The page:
Recently, several X-ray structures of human Polλ have been obtained . These structures include a pre-catalytic ternary complex (pdb id 2PFO) with the primer terminus nucleotide poised for an in-line attack of the ribose O3′ to the Pα of the incoming non-hydrolyzable dUPNPP, with a Mn2+ in the catalytic metal site and a Mg2+ in the “dNTP-binding” position. In addition, a post-catalytic structure (pdb id 2PFQ) was obtained where a dCTP has been covalently added to the primer terminus with both metal sites occupied by Mn2+.
In the present contribution, we take the reported pre-catalytic X-ray structure (2PFO) as the starting point for quantum mechanical/molecular mechanical (QM/MM) calculations [34, 35, 36]. Two sets of calculations are performed with either Mg2+ or Mn2+ as the divalent metal ions in the active site to investigate whether there is a preference and/or different mechanism in the activation process. This is the first such theoretical study that compares the catalysis of a DNA polymerase with two different metals (Mg2+ and Mn2+) in the active site. Our calculations provide further support for the hypothesized two metal mechanism and show that both metals experience a significant charge transfer to some residues in the active site during the reaction. In addition, an energy decomposition analysis provides insight into the catalytic role of amino acid residues surrounding the active site, several of which are conserved among family X polymerases .
Molecular dynamics (MD) [38, 39, 40] and QM/MM [41, 42, 43, 44, 45, 46] calculations have been performed to investigate the reaction mechanism of human Polλ. MD simulations were carried out with the AMBER9 suite of programs . All QM/MM calculations were performed with modified versions of Gaussian03 and TINKER for the QM/MM reaction path calculations [48, 49]. The QM/MM optimizations were performed with an iterative method as described in  and  using the pseudobond model for all boundary atoms [34, 50]. Reaction paths were obtained using a combination of the quadratic string method (QSM) , reaction coordinate driving (RCD)  and quadratic synchronous transit (QST3) [53, 54].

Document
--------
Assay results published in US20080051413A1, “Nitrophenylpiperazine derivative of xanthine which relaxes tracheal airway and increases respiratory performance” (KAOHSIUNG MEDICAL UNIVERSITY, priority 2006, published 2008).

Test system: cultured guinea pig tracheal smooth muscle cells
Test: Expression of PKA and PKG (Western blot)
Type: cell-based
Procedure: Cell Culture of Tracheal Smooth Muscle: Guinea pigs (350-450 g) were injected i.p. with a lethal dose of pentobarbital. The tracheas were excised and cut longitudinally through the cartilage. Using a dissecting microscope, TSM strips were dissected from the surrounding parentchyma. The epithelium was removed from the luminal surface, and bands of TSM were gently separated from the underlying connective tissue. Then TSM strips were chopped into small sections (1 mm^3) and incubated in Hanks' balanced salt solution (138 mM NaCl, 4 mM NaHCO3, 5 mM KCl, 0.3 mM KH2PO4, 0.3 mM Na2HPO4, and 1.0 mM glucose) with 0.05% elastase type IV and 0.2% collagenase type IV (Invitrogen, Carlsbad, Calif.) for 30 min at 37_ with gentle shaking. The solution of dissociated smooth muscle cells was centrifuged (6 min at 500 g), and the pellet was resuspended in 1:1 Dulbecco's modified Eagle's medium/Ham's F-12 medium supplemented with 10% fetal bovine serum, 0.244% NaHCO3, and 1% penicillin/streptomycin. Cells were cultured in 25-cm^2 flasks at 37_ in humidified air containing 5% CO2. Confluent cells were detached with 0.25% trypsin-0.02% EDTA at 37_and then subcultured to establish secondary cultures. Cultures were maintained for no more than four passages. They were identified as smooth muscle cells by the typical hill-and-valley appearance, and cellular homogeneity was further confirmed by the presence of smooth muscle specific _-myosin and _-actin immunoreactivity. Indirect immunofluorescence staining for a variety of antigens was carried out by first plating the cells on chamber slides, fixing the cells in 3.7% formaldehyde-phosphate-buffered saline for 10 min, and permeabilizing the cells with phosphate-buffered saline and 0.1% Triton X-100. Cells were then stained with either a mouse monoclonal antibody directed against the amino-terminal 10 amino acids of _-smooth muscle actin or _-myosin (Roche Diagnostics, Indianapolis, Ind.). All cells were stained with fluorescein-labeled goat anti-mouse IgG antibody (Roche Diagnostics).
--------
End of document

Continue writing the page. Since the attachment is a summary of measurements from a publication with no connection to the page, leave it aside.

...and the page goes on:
The initial structure of Polλ was taken from the pre-catalytic X-ray structure (pdb id 2PFO) . This pre-catalytic structure contains a non-hydrolyzable nucleotide analog (dUPNPP), a Mg2+ as the dNTP-binding metal and a Mn2+ in the catalytic site. This structure was modified by replacing the dUPNPP by dUTP and the Mn2+ by Mg2+. Hydrogens were added using the XLEaP program in AMBER9 . This program was also used to solvate the structure in a box of 5856 water molecules. The system was minimized and subjected to molecular dynamics (MD) simulations using the PMEMD module of AMBER9 . A total of 2 ns of MD was carried out to equilibrate the system and the last snapshot was selected as the starting point for the QM/MM calculations. The final configuration was modified by retaining all atoms in the protein and all water molecules within 30 Å of the catalytic metal for the subsequent QM/MM calculations (see Supplementary Information for details).
Following equilibration, the QM subsystem was chosen to include both active site metals, side chains of D427, D429, D490, the primer dC nucleotide (excluding C5′ and the phosphate group), a part of the incoming dUTP nucleotide (triphosphate and C5′) and two water molecules that complete the coordination spheres of the metals, for a total of 72 QM atoms including 5 boundary atoms (Cα of aspartates, C5′ of dC and C4′ of dUTP). The total charge of the dUTP was set to −3 with one protonated oxygen on the γP as done in previous theoretical studies on Pol β and HIV reverse transcriptase [11, 15]. Note that we have not changed the incoming nucleotide to the canonical Watson-Crick pair (dTTP). This was done in order to avoid the docking of dTTP in the place of dUTP, and to remain as close as possible to the initial X-ray structure.
Two sets of calculations were performed with either Mg2+ or Mn2+ as active site metals. In the case of Mn2+ as the catalytic metal, all calculations were performed assuming a high spin state with all d electrons on both Mn atoms unpaired (see Supplementary Information) [55, 56, 57]. The QM subsystem was treated at the B3LYP level [58, 59] with a combined basis set where the 6–31G* basis was used for all reactive atoms (OD1 from D490, OD1 from D279, O in the ordered water, O3′, O3α and Pα), except for the Pα where an additional diffuse function was included. All other (non-reactive) QM atoms were represented with 3–21G. The Mn2+ atoms were treated with the LANL2DZ pseudopotential. The remaining atoms were included in the MM subsystem and treated with the parm99 force field .